The first thing she remembered about that day was how annoyed she was that she had to come onto campus during the summer. The asshole still lived on campus, even though he was, like her, a senior in a month and a half. Besides, she’d heard he was rich, so if he really felt like isolating himself, he could live anywhere. Whatever. It was one of those stupid fucking things he did to make himself seem cool and unique–kind of like that stupid fucking sweater of his.

Lisa’s relationship with the asshole had cooled by that point, so they could actually take a small amount of comfort in each other. Maybe it was because their mutual presence brought to mind her boyfriend–his best friend. Maybe it was because she couldn’t trust him to be alone with his own thoughts, and vice versa. What mattered was that it was Fourth of July weekend, her boyfriend was back home in Idaho, she was bored, she was hungry, and she was going to drag his skinny ass over to May’s Cafe for a greasy omelet.

When he didn’t answer the door, something she couldn’t put a finger on thought it was a little weird. He was always home, except when he was at her place. Sure he was entitled to go to the restroom or buy cigarettes or something, but not if it inconvenienced her. She knocked again out of spite, and, for a second there, she thought she’d heard something. She knocked one more time, and there it was–a dull moan. She tried the knob, but it was locked. After a quick glance around to make sure no one was watching, she pulled out her men’s wallet and removed a key.

What she was doing with that key was a long story, but the short version was this: before she came to college here, she ran with a pack of hoodlums. The alpha hooligan, a sneaky son of a bitch and aspiring criminal mastermind named Fuentes, taught her dozens of tips and tricks for breaking the law, none of which she’d forgotten. High up on the list was never to let a good skeleton key go to waste. Lucky for her, her boyfriend was an RA, and that meant he had access to every room in this dorm. She made herself a copy, not because she’d been planning on stealing anything, but rather to honor her heritage.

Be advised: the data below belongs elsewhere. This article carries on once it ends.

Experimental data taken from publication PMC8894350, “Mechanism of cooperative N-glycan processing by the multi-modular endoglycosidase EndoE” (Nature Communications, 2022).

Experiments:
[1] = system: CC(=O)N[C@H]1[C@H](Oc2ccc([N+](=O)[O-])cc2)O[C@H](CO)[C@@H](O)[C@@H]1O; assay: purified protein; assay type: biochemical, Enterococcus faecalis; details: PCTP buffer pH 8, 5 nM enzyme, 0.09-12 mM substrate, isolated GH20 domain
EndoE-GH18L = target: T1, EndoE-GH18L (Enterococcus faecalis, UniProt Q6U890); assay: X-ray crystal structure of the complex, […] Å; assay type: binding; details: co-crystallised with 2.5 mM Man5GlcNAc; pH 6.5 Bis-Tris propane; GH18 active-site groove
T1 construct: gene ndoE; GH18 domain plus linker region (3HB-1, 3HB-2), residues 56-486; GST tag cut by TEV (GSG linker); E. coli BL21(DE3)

Besides, you never know what that kind of thing might come in handy. And that day, it was really fucking handy.

Inside, the asshole was lying on his back with his eyes half-open and a little stream of drool trickling down his cheek. It didn’t even take her a second to figure out what was going on.

“No!” she whispered. “No, no, no!”

Breathing deeply, she tried to figure out what needed to happen next. “Think,” she muttered, “what would Fuentes do?” He’d figure out what it was that was killing the person in question. That was easy. The asshole was overdosing on something. The next thing would need to get a little more specific. Something about the drool shouted opium, so she’d go with that. Next up was the delivery. It wasn’t a needle, because there wasn’t one lying around anywhere, and he wouldn’t have had enough time to stash it. She was pretty sure that wasn’t possible to smoke that much heroin, and besides, there was no smell. Snorting was out, or there would have been blood coming out of his nose. That left his stomach, and that she could do something about.